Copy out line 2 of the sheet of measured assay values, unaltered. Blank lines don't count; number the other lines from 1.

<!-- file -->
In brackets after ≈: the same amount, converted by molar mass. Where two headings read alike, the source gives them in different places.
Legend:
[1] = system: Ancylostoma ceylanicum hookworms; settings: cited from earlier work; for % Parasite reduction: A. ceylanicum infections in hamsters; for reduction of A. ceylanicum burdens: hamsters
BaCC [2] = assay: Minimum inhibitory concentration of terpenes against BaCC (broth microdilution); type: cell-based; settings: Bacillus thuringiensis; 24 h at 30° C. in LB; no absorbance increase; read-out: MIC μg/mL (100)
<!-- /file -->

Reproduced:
Legend: